The two sonar images shown above, taken in parallel with a Simrad Go7 at 200 kHz (left) and a Garmin Echomap 52cv with CHIRP transducer (right), suggest how significant the differences can be. The detection rate improves considerably with a real CHIRP transducer, as shown in the image.

Photorealistic images

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The combination of 2D-Chirp and DownScan provides almost photorealistic images, which provide much more information about the conditions under the water surface.

Fish arches on the traditional sonar view (blue background) are not always fish. Often other obstacles are shown as arches. However, especially these targets are real hotspots for smaller fish, as they provide food and shelter. The predators therefore regularly make forays to these hotspots. If you fish here at the right time, you will be able to catch some huge predators like pike, largemouth or a nice European pike perch. With the right sonar in combination with the appropriate settings, you can easily identify these hotspots.

You split the screen on your sonar. Parallel to the traditional Sonar you also select a Down Sonar view. This often brings immediate clarity to the underwater environment. In the traditional sonar image (left) you can see fish and underwater plants. The DownSonar (right) provides certainty. On closer look the fish is also confirmed (bright spots in the plants), so that there are no more confusions.

Is it possible to find hotspots on unknown waters faster with GPS?

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Let us answer this question with a practical point of view

It is October at the best pike perch or walleye time and for the first time you are at a large inland lake where you want to find your favorite fish. The first look should then be at the bathymetric chart on the chart plotter- to find quickly highly productive areas and locations based on the water body formation. In our example this is the steep left slope of the underwater flat that drops down to about 20 m (65 ft).

A lot of food fish can be expected at the shore, so smaller predators up to about 8 pounds could be at the first drop-off. The large predators often can be found in the early autumn during the day in deeper areas around the 10 m (32 ft) (“Finding Fish – The Smart Way – The Pike Perch” chapter. 8.4.9). It is possible to focus only on this area and trawl it slowly. When fishing, the fish finder is set to the frequency with the largest transmission cone (often Mid CHIRP or lower frequencies) in order to be able to scan as wide a range as possible during trolling.

The first track on the 7 m (23 ft) drop-off was successful and immediately produced two fishes of four and seven pounds. On the second track (10-15 m / 32 ft – 48 ft) single large predators were spotted on the sonar screen, which were then fished with a deep running lure ( trolling depth approx. 6 m / 20 ft | sonar screen on the right). As a result, we had two large individuals on the hook in two days.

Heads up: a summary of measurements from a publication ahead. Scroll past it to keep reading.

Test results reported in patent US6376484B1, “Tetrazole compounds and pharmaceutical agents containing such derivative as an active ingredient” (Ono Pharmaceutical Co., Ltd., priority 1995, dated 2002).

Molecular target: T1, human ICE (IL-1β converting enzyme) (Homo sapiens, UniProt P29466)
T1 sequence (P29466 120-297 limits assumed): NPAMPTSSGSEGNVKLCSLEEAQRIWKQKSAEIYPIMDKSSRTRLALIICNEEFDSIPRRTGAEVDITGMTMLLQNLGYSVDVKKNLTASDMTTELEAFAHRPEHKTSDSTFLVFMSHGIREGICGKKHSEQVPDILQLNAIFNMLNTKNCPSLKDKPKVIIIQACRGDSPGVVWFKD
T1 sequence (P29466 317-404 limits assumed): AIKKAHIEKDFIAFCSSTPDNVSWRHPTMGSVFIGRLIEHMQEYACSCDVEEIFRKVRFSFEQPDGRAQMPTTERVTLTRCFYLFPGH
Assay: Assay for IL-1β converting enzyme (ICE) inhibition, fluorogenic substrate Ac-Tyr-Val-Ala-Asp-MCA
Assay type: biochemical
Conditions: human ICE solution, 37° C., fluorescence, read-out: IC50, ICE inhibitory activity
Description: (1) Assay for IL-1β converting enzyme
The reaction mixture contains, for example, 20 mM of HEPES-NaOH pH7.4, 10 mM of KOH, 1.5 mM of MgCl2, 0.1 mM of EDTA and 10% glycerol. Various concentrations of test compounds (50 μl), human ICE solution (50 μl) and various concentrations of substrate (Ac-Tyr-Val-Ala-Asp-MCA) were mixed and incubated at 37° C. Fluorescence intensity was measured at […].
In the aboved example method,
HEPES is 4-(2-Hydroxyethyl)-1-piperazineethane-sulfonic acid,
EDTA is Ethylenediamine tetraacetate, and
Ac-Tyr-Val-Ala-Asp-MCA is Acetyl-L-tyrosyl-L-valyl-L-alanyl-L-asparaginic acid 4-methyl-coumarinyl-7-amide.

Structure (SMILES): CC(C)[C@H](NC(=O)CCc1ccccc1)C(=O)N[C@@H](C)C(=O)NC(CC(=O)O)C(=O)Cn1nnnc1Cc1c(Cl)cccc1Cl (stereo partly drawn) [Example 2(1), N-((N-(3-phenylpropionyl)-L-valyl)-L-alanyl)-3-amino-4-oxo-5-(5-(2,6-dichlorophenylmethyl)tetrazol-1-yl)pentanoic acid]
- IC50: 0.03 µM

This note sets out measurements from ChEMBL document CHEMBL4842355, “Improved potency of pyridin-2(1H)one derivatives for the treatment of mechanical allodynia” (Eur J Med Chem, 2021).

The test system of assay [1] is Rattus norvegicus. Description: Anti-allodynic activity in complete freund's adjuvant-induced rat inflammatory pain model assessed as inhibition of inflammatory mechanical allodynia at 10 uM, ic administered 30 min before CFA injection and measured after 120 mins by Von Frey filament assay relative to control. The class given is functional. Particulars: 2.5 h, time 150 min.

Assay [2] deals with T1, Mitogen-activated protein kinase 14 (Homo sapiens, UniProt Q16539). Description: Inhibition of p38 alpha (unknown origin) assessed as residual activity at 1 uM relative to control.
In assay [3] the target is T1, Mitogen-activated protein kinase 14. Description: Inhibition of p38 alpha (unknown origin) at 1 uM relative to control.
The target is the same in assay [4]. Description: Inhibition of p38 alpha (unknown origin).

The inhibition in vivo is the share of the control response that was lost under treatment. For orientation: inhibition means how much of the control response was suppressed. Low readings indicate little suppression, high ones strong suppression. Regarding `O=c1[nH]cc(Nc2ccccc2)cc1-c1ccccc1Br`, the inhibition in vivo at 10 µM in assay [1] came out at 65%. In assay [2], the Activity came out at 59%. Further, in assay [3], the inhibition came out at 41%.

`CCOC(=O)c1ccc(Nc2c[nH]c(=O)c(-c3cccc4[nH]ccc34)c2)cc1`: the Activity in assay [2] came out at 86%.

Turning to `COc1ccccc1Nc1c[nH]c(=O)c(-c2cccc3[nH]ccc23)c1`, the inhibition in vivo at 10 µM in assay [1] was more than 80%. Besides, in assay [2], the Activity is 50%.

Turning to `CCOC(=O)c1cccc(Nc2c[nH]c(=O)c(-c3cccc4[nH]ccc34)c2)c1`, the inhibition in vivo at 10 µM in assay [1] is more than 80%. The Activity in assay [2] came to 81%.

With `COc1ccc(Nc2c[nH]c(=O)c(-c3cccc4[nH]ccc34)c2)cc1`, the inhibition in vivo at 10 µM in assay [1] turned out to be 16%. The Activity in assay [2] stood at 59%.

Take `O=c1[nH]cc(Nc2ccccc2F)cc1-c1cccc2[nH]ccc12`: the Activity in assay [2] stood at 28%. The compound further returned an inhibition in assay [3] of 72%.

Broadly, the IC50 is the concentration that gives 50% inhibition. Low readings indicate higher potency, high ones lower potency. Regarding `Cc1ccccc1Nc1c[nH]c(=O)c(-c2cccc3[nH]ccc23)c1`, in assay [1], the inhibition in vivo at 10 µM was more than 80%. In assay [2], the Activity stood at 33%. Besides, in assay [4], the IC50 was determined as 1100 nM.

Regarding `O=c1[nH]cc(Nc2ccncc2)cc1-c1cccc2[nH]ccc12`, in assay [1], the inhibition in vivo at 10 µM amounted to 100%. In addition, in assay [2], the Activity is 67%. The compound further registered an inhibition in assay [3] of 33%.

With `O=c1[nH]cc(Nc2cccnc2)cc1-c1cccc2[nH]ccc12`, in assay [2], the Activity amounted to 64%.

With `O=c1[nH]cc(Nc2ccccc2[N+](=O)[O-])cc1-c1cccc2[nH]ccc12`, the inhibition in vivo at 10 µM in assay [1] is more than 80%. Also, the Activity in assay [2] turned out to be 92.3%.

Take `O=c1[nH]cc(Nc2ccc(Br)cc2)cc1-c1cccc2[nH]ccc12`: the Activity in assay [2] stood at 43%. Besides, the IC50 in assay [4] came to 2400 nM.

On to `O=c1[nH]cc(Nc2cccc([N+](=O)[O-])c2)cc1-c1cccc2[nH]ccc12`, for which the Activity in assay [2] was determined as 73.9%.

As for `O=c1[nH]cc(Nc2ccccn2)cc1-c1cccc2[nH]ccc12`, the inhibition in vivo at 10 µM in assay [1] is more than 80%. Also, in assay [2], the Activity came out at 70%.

SideSonar – Or: “Where is the fish really right now?”

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If you see a fish arch on your traditional echosounder, you have already taken a first step. But even if the sonar shows you that there is a big lump under the boat, with a traditional sonar you still don’t know on which direction it is located. This fact alone is not known to many fish finder users.

Depending on depth and settings, the fish can be several meters (ft) to the left, right, in front or behind the boat. For example, if a 60° beam angle is used with the fish finder, a fish that appears at 10 meters depth (32 ft) and forms a pretty fish arch could easily be either 10 meters left or 10 meters right of the boat. The sonar cone covers 104 square meters (1,120 sq ft) at a depth of 10 m (32 ft) and a 60° beam angle!

If you are not aware of this fact, you will probably make many unsuccessful casts before you give up frustrated.

The question of where the fish is can either be restricted by a few strategies. Or use the SideSonar technology in combined with the traditional sonar to answer questions quickly and reliably. For successful pelagic fishing, knowledge of the exact location of the fish under the boat is crucial. In the example shown, I have set the display with fish symbols for better differentiation. (which I never use on the water)

Although this representation is not as reliable, it stands out better against the terrain here than fish arches would do. It should be noted, however, that the scan areas of traditional Sonar and Down- and SideSonar are always different and therefore show different areas under water. The DownSonar only detects a very narrow area on either side of the boat, so fish may appear on the traditional sonar that are not visible in the DownScan until later. In this example, fish are shown on all three images, the SideSonar gives the exact position to the boat. With the right sonar you can mark the fish and navigate exactly with GPS.

Note: Read our detailed fish finder review here.

Note: The Sonar is one of the most expensive pieces of fishing equipment. Only if you know how to use a fish finder correctly and effectively, you can find productive hotspots. With the right knowledge you not only get more out of your equipment and can increase the pure fishing time enormously– inevitably you will you will catch more fish.

This brings us to the end of this article about how to read a fish finder. If you now understand how a fish sonar works, but are still unsure about which sonar to buy for fishing, you can a have a look at the other fish finder reviews in our extensive fish finder test (including the newest models of all important fish finder manufacturers like Garmin, Lowrance, Humminbird or Raymarine) or write us a short message. Have fun on your next angling trip and “Petri Heil” – Jens and Martin.